Factional fights leave 21 dead in Afghanistan

Clashes among regions seen as setback to election

August 15, 2004|By NEW YORK TIMES NEWS SERVICE

KABUL, Afghanistan - Twenty-one people, including two senior Defense Ministry commanders, were killed in heavy factional fighting overnight in the western province of Herat, in another upset for Afghanistan as it prepares for elections, Afghan officials said yesterday.

In what appeared to be coordinated attacks, forces from three neighboring provinces moved on districts in Herat Province, the fief of the powerful warlord Ismail Khan. Fighting involving artillery and tanks was continuing south of the city of Herat, around Shindand yesterday afternoon, said Mohammadullah Afzali, the Foreign Ministry representative in Herat. Both sides confirmed that 21 people had been killed.

The attacks drew a swift rebuke from President Hamid Karzai, who, after a meeting of his national security council, issued a statement condemning the incursions and calling for those responsible to withdraw from the areas they had seized. The attacks were illegal and a threat to public security, it said.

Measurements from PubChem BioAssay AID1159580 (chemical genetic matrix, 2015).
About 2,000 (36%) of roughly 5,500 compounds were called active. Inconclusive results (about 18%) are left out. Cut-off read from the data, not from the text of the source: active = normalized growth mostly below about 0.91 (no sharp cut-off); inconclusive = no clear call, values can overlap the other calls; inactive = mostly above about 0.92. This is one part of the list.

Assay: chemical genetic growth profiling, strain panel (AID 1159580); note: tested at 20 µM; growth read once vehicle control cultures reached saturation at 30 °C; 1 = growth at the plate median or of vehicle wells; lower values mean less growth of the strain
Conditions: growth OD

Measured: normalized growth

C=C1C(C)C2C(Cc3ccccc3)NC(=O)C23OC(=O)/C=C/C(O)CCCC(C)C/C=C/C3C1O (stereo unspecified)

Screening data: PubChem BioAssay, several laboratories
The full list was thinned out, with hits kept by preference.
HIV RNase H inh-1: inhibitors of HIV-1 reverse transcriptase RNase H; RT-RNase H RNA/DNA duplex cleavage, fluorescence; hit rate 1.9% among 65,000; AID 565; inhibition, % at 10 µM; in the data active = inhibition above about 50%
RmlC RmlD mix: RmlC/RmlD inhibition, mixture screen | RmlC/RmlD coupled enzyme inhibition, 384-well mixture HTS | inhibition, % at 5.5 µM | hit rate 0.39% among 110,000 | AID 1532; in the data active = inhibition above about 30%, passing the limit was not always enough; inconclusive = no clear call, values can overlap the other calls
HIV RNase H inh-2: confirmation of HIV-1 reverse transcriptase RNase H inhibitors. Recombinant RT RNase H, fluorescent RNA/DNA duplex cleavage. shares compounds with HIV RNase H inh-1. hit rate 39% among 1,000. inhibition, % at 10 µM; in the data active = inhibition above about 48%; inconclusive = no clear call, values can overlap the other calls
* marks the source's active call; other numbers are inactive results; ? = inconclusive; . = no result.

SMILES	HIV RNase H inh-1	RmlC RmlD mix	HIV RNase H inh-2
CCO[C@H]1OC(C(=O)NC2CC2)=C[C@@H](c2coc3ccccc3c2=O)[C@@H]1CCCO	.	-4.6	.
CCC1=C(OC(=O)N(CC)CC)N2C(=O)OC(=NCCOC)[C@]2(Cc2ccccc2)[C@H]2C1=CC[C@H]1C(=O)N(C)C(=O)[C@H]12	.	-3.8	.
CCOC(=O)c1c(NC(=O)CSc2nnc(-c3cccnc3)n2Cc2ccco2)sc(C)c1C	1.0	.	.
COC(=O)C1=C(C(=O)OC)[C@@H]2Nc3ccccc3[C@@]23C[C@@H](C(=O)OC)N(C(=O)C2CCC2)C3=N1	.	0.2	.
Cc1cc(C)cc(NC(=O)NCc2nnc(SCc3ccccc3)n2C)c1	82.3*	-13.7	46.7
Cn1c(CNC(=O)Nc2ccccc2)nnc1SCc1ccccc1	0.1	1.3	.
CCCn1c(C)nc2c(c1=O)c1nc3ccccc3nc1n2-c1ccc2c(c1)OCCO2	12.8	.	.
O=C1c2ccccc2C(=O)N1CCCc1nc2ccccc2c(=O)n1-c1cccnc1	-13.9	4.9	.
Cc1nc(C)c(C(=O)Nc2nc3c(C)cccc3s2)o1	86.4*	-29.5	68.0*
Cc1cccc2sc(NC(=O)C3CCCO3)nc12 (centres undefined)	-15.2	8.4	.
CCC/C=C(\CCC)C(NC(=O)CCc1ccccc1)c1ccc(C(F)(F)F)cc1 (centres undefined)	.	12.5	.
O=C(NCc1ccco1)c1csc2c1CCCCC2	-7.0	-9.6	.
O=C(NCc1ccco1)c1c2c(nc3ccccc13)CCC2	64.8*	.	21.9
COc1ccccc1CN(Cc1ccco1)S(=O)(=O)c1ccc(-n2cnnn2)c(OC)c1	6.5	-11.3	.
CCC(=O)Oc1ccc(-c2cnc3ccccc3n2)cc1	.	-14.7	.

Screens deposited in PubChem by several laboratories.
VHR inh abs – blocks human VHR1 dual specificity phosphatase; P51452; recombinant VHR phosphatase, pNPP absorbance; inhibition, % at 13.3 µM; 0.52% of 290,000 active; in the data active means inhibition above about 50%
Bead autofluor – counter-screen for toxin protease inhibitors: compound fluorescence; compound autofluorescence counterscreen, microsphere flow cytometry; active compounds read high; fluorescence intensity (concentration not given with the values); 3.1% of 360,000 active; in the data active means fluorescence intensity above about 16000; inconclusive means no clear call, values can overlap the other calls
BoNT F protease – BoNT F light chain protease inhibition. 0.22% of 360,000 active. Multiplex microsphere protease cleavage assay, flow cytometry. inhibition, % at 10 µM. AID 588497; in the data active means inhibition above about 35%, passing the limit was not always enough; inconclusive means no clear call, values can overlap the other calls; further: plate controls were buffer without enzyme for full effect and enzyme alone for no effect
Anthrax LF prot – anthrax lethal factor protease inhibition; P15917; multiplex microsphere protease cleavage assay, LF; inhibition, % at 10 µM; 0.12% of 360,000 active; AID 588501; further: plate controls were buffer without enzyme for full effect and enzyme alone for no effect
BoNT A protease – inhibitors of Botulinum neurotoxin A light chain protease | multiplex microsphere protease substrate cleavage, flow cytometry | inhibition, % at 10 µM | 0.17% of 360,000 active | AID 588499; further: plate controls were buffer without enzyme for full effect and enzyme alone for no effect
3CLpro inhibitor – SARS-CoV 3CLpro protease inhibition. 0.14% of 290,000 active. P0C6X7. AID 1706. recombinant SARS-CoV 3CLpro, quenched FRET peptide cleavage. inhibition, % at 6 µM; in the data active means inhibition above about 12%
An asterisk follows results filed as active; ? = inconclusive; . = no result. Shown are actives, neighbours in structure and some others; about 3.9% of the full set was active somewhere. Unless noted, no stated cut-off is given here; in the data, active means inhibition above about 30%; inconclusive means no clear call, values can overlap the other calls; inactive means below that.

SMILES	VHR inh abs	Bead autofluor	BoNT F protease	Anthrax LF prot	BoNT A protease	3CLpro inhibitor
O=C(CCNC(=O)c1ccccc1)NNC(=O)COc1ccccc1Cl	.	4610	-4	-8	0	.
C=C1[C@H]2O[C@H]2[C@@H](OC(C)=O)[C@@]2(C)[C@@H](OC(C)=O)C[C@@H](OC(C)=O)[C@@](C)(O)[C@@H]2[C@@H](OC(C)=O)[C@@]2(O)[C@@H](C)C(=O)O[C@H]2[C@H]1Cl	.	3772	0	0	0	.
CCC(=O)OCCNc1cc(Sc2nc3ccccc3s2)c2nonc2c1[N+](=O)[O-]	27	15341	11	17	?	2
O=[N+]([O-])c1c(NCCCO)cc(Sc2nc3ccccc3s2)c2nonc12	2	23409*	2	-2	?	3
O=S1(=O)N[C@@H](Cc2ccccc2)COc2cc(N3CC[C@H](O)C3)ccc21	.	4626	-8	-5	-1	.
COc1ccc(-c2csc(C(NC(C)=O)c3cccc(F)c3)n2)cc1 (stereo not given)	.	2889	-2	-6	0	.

"Any action that jeopardizes public security and threatens people's lives will not be tolerated and no one will be allowed to get away with committing such crimes," the statement said.

The council clearly took the side of Herat's governor, saying that his forces had the right to defend the integrity of the province, said the Defense Ministry spokesman, Gen. Abdul Zaher Azimi.

Khan has been much criticized in the past by the central government for not respecting central authority.

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